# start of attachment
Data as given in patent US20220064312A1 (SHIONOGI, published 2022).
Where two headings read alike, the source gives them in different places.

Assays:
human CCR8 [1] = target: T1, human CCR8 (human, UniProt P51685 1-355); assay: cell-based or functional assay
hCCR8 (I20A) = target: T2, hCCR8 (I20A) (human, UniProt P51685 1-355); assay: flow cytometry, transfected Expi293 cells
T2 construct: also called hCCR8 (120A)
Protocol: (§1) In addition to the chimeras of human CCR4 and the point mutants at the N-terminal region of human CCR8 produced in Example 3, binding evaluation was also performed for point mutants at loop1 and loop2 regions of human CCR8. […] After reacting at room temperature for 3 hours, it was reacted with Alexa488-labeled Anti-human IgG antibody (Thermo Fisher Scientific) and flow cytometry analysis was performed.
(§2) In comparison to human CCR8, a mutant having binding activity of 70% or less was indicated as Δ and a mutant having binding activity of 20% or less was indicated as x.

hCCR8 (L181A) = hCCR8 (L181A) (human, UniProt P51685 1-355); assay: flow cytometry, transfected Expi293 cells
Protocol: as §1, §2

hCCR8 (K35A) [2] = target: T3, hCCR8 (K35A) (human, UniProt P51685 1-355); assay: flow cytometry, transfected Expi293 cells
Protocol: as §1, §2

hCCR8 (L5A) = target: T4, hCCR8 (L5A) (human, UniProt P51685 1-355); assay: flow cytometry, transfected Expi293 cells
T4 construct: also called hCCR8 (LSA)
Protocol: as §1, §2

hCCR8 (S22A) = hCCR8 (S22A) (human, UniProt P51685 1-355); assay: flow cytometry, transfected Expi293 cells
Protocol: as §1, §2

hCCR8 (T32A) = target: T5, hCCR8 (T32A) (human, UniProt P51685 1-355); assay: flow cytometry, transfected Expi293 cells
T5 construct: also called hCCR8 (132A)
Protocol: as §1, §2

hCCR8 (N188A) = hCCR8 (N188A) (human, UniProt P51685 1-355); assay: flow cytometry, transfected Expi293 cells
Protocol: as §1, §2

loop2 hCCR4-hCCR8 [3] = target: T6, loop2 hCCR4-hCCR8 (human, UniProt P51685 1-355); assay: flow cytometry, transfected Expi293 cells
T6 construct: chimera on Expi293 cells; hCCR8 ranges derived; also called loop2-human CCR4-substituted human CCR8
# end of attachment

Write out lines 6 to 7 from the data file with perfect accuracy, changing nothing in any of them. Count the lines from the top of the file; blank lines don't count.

T2 construct: also called hCCR8 (120A)
Protocol: (§1) In addition to the chimeras of human CCR4 and the point mutants at the N-terminal region of human CCR8 produced in Example 3, binding evaluation was also performed for point mutants at loop1 and loop2 regions of human CCR8. […] After reacting at room temperature for 3 hours, it was reacted with Alexa488-labeled Anti-human IgG antibody (Thermo Fisher Scientific) and flow cytometry analysis was performed.